i got that system $x_n \to x_n-x_{n-1}$, so $h_n=[.....,0,1,-1,0,...]$, with $h_0=1$ and $h_1=-1$, so the transfer function given by:

$$\sum_{i=-\infty}^{\infty} h_ne^{-jwn} = h_0e^{-jw(0)}+h_1e^{-jw(1)}=1-e^{-jw}$$. How to knwo the type of filter, if it is HPF, LPF, etc.

I appreciate your help.

  • $\begingroup$ Posted simultaneously to electronics.SE (and possibly to other SE sites also) where it has received two answers as well as several comments. $\endgroup$ Commented Apr 3, 2013 at 23:01

1 Answer 1


That is an FIR filter transfer function.

Plot the frequency response to determine if it is HP, BP, LP.

(Hint: compare the magnitude at w=0 and w=pi to get a quick idea)

This seems like a homework problem, so I don't think it is appropriate to supply a complete answer.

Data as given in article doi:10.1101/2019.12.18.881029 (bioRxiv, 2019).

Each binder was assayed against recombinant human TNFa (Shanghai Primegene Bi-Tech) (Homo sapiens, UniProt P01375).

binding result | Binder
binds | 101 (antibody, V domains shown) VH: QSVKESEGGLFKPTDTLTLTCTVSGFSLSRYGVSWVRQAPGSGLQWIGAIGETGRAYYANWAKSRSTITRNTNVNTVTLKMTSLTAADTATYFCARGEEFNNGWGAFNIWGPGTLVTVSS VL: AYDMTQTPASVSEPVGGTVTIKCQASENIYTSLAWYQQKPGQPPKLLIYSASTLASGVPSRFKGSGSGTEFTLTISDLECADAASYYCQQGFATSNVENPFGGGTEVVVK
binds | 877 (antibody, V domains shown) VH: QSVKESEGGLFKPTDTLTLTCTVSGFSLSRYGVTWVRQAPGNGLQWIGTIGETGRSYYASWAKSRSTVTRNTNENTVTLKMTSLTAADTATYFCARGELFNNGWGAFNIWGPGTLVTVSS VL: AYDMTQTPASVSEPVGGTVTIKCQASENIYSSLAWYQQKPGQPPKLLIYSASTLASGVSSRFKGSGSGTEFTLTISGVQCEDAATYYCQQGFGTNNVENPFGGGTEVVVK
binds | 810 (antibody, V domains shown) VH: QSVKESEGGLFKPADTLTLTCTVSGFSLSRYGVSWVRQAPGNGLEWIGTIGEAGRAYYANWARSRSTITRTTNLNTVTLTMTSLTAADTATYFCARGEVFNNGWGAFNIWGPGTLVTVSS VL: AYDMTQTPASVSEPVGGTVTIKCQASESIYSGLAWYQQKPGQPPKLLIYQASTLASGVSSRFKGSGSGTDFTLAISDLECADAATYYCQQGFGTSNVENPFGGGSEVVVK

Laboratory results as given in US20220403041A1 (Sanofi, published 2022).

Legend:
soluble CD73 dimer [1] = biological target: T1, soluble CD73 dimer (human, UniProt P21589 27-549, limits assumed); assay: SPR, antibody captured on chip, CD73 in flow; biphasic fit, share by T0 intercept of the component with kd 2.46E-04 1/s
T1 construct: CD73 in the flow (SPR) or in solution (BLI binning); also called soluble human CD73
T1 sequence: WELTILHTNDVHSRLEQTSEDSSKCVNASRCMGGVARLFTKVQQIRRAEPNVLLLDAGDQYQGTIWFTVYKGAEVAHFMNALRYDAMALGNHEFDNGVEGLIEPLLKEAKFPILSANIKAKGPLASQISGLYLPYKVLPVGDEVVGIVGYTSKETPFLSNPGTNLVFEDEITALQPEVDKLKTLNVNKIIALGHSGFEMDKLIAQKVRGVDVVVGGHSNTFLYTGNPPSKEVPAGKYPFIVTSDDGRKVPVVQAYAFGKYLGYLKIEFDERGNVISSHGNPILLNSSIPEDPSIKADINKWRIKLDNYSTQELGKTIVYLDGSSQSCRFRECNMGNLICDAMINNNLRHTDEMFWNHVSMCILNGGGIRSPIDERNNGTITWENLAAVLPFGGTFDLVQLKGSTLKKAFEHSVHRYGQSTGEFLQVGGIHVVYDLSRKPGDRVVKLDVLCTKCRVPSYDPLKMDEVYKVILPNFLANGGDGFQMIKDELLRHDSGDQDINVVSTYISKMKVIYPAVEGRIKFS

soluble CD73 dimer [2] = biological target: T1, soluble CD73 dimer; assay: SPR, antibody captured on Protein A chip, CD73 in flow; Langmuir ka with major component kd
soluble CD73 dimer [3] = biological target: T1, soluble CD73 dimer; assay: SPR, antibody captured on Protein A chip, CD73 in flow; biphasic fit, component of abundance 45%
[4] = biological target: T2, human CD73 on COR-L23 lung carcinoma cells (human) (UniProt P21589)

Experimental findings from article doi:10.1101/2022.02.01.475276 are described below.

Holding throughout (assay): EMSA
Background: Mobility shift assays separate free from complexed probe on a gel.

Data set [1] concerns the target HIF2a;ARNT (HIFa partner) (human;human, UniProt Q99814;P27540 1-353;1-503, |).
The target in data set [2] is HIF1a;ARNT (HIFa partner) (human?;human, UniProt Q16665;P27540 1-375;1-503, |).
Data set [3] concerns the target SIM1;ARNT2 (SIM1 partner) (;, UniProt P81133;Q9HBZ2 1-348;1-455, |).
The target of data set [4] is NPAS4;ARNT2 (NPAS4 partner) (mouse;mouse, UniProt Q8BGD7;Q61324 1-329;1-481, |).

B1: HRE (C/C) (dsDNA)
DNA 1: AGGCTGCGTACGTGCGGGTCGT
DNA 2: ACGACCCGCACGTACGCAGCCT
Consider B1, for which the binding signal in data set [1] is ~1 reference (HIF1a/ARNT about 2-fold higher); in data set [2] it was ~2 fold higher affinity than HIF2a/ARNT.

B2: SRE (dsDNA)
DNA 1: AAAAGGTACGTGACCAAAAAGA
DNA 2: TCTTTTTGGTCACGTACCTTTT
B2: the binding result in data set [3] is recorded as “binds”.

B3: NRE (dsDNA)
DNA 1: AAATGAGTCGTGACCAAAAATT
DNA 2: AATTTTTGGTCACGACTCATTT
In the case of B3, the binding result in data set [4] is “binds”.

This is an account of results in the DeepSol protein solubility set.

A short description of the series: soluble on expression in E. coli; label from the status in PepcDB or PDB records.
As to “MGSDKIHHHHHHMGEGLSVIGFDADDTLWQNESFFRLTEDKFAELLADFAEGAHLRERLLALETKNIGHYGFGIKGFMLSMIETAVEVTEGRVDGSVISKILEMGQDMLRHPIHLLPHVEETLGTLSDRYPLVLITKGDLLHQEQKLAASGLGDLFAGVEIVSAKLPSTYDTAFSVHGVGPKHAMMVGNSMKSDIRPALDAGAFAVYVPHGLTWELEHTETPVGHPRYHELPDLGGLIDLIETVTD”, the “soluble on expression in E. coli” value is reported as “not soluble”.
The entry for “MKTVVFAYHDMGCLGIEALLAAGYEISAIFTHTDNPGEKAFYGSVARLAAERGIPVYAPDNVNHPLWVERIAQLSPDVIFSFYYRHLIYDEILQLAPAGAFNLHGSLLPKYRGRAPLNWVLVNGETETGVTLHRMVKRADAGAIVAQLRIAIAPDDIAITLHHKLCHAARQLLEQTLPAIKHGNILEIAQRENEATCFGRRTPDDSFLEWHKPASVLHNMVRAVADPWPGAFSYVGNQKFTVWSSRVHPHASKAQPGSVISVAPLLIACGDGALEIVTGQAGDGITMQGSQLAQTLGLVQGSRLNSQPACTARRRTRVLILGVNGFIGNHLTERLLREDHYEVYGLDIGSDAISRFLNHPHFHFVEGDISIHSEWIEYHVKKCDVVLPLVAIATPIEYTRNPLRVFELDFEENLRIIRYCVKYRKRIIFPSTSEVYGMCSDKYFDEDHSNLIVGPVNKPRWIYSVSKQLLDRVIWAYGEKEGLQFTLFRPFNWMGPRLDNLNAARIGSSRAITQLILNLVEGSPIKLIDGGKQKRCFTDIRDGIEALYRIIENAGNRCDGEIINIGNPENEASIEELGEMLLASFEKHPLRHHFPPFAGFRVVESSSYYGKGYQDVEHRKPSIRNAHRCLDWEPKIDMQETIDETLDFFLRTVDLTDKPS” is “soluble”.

• $\begingroup$ Yes, that is a homework problem, but i want to know that if H(0)=0, and H(infinity)=1, then it is a HP $\endgroup$ Commented Apr 3, 2013 at 12:12
  • 1
    $\begingroup$ H(infinity) is not a usful concept in discrete time filters. Your upper frequency is fs/2 --> w=pi. In some transforms of continueous time filters to discrete time versions, infinity actually maps to w=pi (bilnear z transform). The important thing to realize is that in a discrete time system, frequency exists only over a finite range with upper bound at fs/2. $\endgroup$
    – user2718
    Commented Apr 3, 2013 at 17:39
  • $\begingroup$ One other point. Checking at 0 and infinity (or pi) might give you an idea about the filter behavior. If my life depended on getting this right, I would look at the response over the entire frequency range to make such a determination. Maybe this filter has a peak of 10000 at w=pi/2. How would you classify it then? $\endgroup$
    – user2718
    Commented Apr 3, 2013 at 17:50

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